Rory Butcher

Rory Butcher

Profile

I began my academic career at the University of Wales Trinity St David, Lampeter, where I completed my undergraduate degree in Conflict and War. I studied a wide variety of military and social history, with my 3rd year dissertation examining elements of the Anglo-Allied campaign during the Hundred Days in 1815.

I then moved to the University of Kent to complete my master’s degree in Imperial History. In the time after graduating, I worked in an education institution and the civil service before relocating to Leeds for my doctorate.

My MA dissertation entitled 'Preparatory and Apparently Easy Service’: The Fencible Regiments in Britain 1793–1802 introduced me to the home defence apparatus which operated during the French Revolutionary Wars. I have continued this topic into my PhD thesis, which will expand further upon my earlier research.

Publications

  • An Acceptable Level of Violence: Assessing the Development of the British Government’s Security Approach to ‘The Troubles’ From 1969–79, The Journal of Intelligence Conflict and Warfare 1:2 (2018)

Presentations

  • ‘The Fencibles: Assessing Recruitment to the Home Defence Regiments’, Society for Army Historical Research Centenary Conference (2021)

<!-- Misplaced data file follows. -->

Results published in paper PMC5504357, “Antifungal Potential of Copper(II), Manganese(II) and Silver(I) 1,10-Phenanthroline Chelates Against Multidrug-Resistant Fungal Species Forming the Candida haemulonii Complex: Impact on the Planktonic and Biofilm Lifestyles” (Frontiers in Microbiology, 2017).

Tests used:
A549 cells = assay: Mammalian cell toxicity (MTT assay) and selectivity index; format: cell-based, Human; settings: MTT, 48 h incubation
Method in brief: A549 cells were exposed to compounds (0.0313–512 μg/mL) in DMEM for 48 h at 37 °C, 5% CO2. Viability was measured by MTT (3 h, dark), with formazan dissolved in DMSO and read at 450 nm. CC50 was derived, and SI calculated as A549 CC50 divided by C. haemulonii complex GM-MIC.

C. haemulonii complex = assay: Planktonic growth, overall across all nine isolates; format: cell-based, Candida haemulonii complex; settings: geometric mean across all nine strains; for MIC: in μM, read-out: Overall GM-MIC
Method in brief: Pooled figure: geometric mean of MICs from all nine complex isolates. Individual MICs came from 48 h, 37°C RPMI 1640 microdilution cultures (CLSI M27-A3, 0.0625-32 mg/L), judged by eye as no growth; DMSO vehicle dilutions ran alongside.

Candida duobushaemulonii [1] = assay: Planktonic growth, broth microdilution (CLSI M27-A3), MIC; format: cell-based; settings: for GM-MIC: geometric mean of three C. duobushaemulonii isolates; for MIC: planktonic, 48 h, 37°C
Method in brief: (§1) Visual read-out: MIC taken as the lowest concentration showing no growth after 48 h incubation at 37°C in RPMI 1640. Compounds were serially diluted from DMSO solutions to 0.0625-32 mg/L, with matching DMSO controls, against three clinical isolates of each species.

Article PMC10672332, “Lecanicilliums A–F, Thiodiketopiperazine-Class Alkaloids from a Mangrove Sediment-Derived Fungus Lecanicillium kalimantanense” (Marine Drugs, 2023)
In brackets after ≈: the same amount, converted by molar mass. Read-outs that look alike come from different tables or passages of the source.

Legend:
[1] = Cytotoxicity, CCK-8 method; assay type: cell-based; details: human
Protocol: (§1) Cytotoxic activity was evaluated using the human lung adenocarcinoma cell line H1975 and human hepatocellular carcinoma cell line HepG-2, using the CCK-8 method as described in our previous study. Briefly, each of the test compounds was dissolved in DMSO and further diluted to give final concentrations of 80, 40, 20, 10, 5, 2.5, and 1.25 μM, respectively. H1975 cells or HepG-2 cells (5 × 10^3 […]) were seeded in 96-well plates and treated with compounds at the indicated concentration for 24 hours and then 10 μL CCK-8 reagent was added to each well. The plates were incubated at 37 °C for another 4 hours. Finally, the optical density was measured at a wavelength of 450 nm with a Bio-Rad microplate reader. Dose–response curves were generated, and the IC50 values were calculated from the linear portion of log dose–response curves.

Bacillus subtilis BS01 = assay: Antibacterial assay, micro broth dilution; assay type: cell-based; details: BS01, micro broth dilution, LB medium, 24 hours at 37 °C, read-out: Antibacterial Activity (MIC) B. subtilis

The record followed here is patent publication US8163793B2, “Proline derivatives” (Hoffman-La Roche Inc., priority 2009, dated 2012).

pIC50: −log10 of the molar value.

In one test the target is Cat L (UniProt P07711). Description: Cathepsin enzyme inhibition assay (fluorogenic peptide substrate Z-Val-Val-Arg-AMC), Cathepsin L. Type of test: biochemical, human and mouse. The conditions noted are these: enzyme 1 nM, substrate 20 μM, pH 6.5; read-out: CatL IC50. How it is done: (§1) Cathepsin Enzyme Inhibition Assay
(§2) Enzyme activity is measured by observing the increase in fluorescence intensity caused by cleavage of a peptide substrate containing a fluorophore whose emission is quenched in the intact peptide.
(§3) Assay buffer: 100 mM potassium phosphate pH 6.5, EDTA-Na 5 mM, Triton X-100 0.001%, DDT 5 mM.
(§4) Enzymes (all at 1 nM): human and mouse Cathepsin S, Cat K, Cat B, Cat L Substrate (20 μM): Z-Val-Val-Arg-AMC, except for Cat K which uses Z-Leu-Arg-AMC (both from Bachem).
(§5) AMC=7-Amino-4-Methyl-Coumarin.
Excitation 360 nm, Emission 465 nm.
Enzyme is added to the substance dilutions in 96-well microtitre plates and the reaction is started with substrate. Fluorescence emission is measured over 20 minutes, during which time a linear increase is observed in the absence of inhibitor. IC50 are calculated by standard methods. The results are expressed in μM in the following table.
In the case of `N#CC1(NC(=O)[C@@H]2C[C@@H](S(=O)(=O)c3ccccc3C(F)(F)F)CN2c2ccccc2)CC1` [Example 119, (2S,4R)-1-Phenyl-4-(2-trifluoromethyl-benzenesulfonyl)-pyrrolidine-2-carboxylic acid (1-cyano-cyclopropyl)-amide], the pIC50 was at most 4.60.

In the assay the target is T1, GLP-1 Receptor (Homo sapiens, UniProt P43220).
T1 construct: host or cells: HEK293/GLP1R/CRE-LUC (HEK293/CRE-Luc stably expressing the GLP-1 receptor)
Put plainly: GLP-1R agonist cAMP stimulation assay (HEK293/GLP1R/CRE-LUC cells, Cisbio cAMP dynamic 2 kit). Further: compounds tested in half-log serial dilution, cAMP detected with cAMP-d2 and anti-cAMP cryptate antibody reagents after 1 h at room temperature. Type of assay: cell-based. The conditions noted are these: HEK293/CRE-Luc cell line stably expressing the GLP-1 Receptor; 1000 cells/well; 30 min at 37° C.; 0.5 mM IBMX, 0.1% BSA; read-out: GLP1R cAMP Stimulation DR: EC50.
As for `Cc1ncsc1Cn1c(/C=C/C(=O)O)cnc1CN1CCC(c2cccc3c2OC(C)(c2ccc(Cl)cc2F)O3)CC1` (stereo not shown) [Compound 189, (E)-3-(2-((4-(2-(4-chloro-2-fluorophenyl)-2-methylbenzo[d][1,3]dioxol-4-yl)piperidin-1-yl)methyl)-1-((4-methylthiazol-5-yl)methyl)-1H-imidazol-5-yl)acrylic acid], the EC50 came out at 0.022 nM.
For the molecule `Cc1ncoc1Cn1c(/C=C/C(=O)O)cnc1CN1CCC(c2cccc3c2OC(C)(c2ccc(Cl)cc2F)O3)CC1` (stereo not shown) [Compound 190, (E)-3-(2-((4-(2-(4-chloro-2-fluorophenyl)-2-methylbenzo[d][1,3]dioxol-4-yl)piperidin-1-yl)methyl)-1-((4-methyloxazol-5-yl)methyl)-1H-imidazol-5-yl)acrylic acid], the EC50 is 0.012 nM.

• ‘The Fencibles: Assessing Recruitment to the Home Defence Regiments’, School of History Postgraduate Research Seminar, University of Leeds (2022)

Research interests

My PhD research is focused on the Fencible Regiments – a solution to the Scottish opposition to the militia system during the 18th century. They had been used before, and later gained popularity in British North America; my doctoral research is restricted to the period 1793–1802. This includes questions surrounding:

  • How the different branches of the home defence apparatus interacted, and how these interacted with Georgian society
  • Military, regional, and national identity in Fencible Regiments
  • Recruitment strategies and methods to a Corps which was predominantly drawn from Scotland, and how the reduced Clan system impacted this
  • The experience of the Fencible Regiments during their service in Ireland, and the extent to which they were involved in responding to the 1798 Rebellion

My research interests include, but are not limited to:

  • military relationships with society
  • The British Army at war 1775–1815
  • military material culture
  • recruitment to the British Regular and Non-Regular forces
  • working with archives
  • public engagement with history

I welcome any correspondence on these topics, whether that be academic discussion or avenues for collaboration. You can contact me via my email, or on Twitter @RMB_History.

I am the Student Representative on the Council for the Society for Army Historical Research, a Postgraduate Lead for the War and Peace Research Cluster here in Leeds, and am also a member of the other following organisations:

Qualifications

  • PhD History (in progress)
  • MA Imperial History (2019)
  • BA (Hons) Conflict and War (2018)

Research groups and institutes

  • War and Peace